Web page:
The Ernest character was an all-ages delight. Ernest still has the power to delight kids today if you give the films a chance. That’s why Ernest Scared Stupid made our list of movies that define the concept of Halloween movies on Episode 82 of the Acid Pop Cult Podcast.

Of course, Varney was much more talented than what he displayed as Ernest, unfortunately, like Paul Ruebens and Cassandra Peterson, most people only saw him as his most popular character. It wasn’t until he was given the opportunity to play Jed Clampett of the Beverly Hillbilliles near the end of his life that he got the chance to prove his talent to a large audience.

He shined in the movie, even though the movie itself wasn’t very good.


Perhaps some of his best performances were as the character Virgil Simms on Fernwood Tonight and America Tonight, along side Martin Mull and Fred Willard.

Simms was an occasional guest on the fake talk show, and every time he appeared he stole the show. Simms was a greasy-haired, leisure-suit-wearing, mechanic and instructor at the local community college, gas station owner, and high school teacher, in the fictional town of Fernwood, Ohio. During his appearances, he usually presented an invention, idea, or tips for truckers or car maintenance, all of which bordered on the outrageous.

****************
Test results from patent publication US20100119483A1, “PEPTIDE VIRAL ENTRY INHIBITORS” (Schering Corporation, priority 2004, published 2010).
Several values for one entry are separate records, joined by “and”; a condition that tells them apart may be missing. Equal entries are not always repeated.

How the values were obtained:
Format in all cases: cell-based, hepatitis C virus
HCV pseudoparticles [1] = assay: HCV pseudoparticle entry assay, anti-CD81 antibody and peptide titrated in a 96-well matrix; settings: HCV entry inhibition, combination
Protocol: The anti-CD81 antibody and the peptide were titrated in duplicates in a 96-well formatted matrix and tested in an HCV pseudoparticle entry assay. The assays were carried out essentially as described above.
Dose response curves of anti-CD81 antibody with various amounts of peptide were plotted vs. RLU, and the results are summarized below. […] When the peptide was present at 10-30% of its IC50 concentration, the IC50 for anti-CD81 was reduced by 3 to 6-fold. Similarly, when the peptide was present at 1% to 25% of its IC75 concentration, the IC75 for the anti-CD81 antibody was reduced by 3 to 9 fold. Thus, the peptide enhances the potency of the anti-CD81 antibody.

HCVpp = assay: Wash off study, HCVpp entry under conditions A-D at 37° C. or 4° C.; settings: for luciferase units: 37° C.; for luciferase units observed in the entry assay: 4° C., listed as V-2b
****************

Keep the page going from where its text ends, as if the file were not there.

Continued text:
These performances alone are enough to get him a nomination in the fictional Acid Pop Cult Hall of Fame. You can find quite a few episodes of Fernwood Tonight YouTube. Even when Jim Varney is not a guest on the show, it’s entertaining as hell. Fernwood Tonight is one of those classic shows that doesn’t seem to receive the attention it deserves.

In this clip, Virgil Simms introduces us to the country song If I’d a Knowed That You’d a Wanted to Have Went With Me I’d Have Seed That You Got to Get to Go, in his Tips for Truckers segment.

In this clip, Virgil Simms describes his attempt to jump three motorcycles in a fully equipped mobile home. He also explains what to look for when buying a used car.

Little known fact: Virgil Simms created the first electric car.

We miss Jim Varney dearly. RIP, brother. RIP.

Jim Varney 2

Episode 25: Acid Pop’s Ready For The Summer

Lee, Roxy, and JMo prep you for summer with the flicks The Burning, Sleepaway Camp III: Teenage Wasteland, and Ernest Goes to Camp (you’re welcome)! Chris J. Michalek comes IN STUDIO to say hi to the gang!!

Episode 25: Acid Pop’s Ready For The Summer